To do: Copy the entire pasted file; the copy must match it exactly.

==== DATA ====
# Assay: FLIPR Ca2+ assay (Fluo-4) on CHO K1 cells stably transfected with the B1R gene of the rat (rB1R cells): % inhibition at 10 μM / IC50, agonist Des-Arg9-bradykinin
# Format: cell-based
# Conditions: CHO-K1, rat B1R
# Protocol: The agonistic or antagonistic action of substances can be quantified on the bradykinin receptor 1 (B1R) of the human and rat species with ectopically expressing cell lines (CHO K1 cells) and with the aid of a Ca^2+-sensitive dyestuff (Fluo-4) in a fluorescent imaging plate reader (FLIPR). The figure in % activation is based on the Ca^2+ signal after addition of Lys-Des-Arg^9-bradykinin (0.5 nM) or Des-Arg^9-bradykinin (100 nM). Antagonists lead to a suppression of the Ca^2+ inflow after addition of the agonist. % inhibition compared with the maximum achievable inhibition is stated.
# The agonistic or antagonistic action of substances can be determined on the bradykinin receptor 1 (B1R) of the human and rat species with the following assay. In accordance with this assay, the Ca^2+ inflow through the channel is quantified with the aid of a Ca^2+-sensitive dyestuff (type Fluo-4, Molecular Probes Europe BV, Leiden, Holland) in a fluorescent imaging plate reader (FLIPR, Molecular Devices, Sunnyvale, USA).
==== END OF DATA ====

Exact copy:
# Assay: FLIPR Ca2+ assay (Fluo-4) on CHO K1 cells stably transfected with the B1R gene of the rat (rB1R cells): % inhibition at 10 μM / IC50, agonist Des-Arg9-bradykinin
# Format: cell-based
# Conditions: CHO-K1, rat B1R
# Protocol: The agonistic or antagonistic action of substances can be quantified on the bradykinin receptor 1 (B1R) of the human and rat species with ectopically expressing cell lines (CHO K1 cells) and with the aid of a Ca^2+-sensitive dyestuff (Fluo-4) in a fluorescent imaging plate reader (FLIPR). The figure in % activation is based on the Ca^2+ signal after addition of Lys-Des-Arg^9-bradykinin (0.5 nM) or Des-Arg^9-bradykinin (100 nM). Antagonists lead to a suppression of the Ca^2+ inflow after addition of the agonist. % inhibition compared with the maximum achievable inhibition is stated.
# The agonistic or antagonistic action of substances can be determined on the bradykinin receptor 1 (B1R) of the human and rat species with the following assay. In accordance with this assay, the Ca^2+ inflow through the channel is quantified with the aid of a Ca^2+-sensitive dyestuff (type Fluo-4, Molecular Probes Europe BV, Leiden, Holland) in a fluorescent imaging plate reader (FLIPR, Molecular Devices, Sunnyvale, USA).